Have you been charged and convicted of an offence in Ontario? Do you feel that the Court’s decision was unfair or unreasonable? Would you like to get a second opinion?
If you answered ‘yes’ – then you are in luck. In Ontario, anyone convicted of an offence has the right to appeal the decision.
Regardless of what charge you were convicted of; you can either appeal the conviction itself, the sentence that was imposed on you, or both. The difference between the two is straightforward. A ‘conviction’ is the Court’s decision that you are guilty as charged. If you think you should not have been found guilty, you should appeal your ‘conviction’. On the other hand, a ‘sentence’ is essentially the punishment that the Court gives you because you were convicted. If you believe that you were guilty, but the sentence was too harsh, you can appeal your ‘sentence’. If you believe that you should not have been found guilty and you think the sentence was too harsh, then you can appeal both.
Depending on the type of appeal, the process can be lengthy and potentially costly, so it is important to take action quickly – and not wait until it is too late. Failure to act in a timely manner will create further delays, and potentially higher costs as well. Depending on what you were convicted of, there are several options that you can pursue begin an appeal.
Appealing a Provincial Offence:
If you have been convicted of a Provincial offence, such as traffic offence, or a liquor/cannabis violation, then you can easily initiate an appeal and have your case heard again in court. Provincial offences can typically be appealed at the same courthouse where you were convicted. In larger municipalities, you may need to go to a different courthouse to file your appeal.
The appeal process is fairly straightforward, but there are a few things you should know.
Appeals must be commenced within 30 days from when you were convicted and sentenced. If the 30 days have already passed, then you will need to take an extra step to extend the time to appeal.
If you are under the 30 days, or you have received an extension of time from the Court, you must fill out a form called a “Notice of Appeal”. However, before the Court will allow you to start your appeal, you must do two things.
- First, you must pay off any fines that you currently owe. If you cannot afford to pay the fines first, then you can ask the court to temporarily waive the payment by signing a “recognizance”. A recognizance (or ‘recog’ for short) is a promise you make to the Court that you will complete the required steps for the appeal. If you make this promise and then break it, you may end up paying up to double the amount of the original fine! So, do not make this promise unless you are sure that you will complete all the steps.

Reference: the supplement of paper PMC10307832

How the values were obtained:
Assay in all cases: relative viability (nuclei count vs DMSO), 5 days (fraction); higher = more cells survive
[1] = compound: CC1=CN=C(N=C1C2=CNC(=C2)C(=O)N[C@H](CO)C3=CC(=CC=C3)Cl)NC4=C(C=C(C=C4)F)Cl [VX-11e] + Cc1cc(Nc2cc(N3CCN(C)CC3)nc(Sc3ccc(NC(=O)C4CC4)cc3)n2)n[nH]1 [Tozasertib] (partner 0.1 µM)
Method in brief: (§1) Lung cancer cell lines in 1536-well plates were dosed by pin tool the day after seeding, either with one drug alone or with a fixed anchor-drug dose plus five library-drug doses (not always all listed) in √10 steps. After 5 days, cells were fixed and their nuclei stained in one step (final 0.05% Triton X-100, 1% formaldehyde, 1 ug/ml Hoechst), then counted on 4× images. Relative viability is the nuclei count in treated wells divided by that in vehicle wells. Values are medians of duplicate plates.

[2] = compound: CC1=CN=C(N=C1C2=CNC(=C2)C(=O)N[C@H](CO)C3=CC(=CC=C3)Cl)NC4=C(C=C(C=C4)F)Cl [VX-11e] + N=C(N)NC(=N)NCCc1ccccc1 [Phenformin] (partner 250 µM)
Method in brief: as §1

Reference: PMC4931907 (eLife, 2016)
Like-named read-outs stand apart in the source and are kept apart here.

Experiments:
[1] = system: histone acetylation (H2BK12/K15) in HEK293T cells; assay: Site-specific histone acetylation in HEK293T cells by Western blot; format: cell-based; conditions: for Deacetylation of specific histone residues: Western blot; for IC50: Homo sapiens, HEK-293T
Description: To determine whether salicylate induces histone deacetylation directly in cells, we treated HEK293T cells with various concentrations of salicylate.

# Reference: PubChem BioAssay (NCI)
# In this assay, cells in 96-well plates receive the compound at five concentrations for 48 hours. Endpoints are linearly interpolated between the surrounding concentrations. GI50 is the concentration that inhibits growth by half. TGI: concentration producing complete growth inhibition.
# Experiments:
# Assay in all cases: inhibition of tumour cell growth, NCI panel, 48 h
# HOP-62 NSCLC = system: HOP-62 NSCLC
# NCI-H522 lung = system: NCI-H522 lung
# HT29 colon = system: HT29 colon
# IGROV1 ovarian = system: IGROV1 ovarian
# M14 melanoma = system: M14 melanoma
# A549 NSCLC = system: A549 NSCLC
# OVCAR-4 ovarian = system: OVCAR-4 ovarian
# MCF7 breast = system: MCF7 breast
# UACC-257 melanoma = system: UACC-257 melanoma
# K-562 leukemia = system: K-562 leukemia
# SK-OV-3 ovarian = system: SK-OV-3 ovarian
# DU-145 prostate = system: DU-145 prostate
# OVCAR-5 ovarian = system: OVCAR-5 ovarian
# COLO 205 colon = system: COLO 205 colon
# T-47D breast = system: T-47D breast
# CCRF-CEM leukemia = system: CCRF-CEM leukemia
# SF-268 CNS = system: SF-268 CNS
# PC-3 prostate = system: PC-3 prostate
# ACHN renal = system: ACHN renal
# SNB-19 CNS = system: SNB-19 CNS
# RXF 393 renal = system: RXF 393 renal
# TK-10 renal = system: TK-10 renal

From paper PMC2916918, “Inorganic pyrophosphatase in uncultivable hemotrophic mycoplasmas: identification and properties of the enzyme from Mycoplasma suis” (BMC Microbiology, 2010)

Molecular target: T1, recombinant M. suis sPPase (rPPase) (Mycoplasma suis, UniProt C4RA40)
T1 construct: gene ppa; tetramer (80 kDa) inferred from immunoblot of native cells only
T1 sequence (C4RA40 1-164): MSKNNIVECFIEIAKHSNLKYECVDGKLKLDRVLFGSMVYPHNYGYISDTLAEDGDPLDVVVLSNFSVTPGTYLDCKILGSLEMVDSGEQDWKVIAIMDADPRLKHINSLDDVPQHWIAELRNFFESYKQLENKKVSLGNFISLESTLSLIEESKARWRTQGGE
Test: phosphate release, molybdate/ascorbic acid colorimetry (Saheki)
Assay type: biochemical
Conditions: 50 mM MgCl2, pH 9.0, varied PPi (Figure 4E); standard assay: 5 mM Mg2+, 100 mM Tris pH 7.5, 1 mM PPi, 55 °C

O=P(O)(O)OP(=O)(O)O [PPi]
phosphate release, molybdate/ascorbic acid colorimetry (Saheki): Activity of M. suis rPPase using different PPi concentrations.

- Second, you must order a “transcript” from your trial. A transcript is simply a typed version of everything that was said during your trial. The cost of a transcript depends solely on the length of the transcript. The transcript for a two-hour trial will be far less expensive than a trial that lasted for two days.
Once you have completed those first steps, you must take your Notice of Appeal and give a copy to the prosecutor and a second copy to the Court. It’s important to note that there are many different types of prosecutors in each courthouse, so make sure you deliver the notice to the correct office, otherwise your appeal will not be heard.
Appealing a Criminal Offence:
If you have been convicted and sentenced for committing a Criminal offence, such as assault, or theft, you have a right to appeal to a higher court. You must start your appeal within 30 days from when you were sentenced. However, unlike appealing a ‘Provincial offence’ you are not required to pay off any fines or order a transcript until after you file your ‘Notice of Appeal’.
If you are representing yourself on your appeal, then you must fill out a form called an “Inmate Notice of Appeal”. It is similar to a regular ‘Notice of Appeal’, but is designed for persons with little or no knowledge of the appeal process.
Once your Notice of Appeal is filed, you will need to order transcripts from your trial. Depending on the length of the trial, the transcripts can take up to six months to be prepared – so do not wait.
After receiving your transcripts, you will need to set a date for the hearing of the appeal. On the date that your appeal is to be heard, you will be given a specific amount of time to speak to the court and convince them that the decision(s) made in your case were unfair or unreasonable.
Appealing with Legal Aid Ontario:
In Ontario, persons convicted of an offence may be eligible for legal aid for their appeal. Typically, Legal Aid Ontario (LAO) only assists persons that have been convicted of criminal offences, and not Provincial offences. However, if your Provincial offence conviction led to a severe sentence or jail time, LAO will consider funding your appeal.
If you are convicted of a criminal offence, LAO will fund your appeal if they believe that the appeal has a good enough chance of success. In order to receive support from LAO, you must contact them and let them know that you would like assistance with your criminal appeal.
To qualify for legal aid, you must be financially eligible. This means that your annual income must be below a certain threshold to qualify for assistance. If LAO determines that you are not financially eligible, you can either pursue the appeal on your own, or hire a legal professional like a lawyer or paralegal.
If you have any other questions, please feel free to contact our office, as Derstine Penman has a great deal of expertise in the appeal process and can assist you regardless of how far along in the process you are.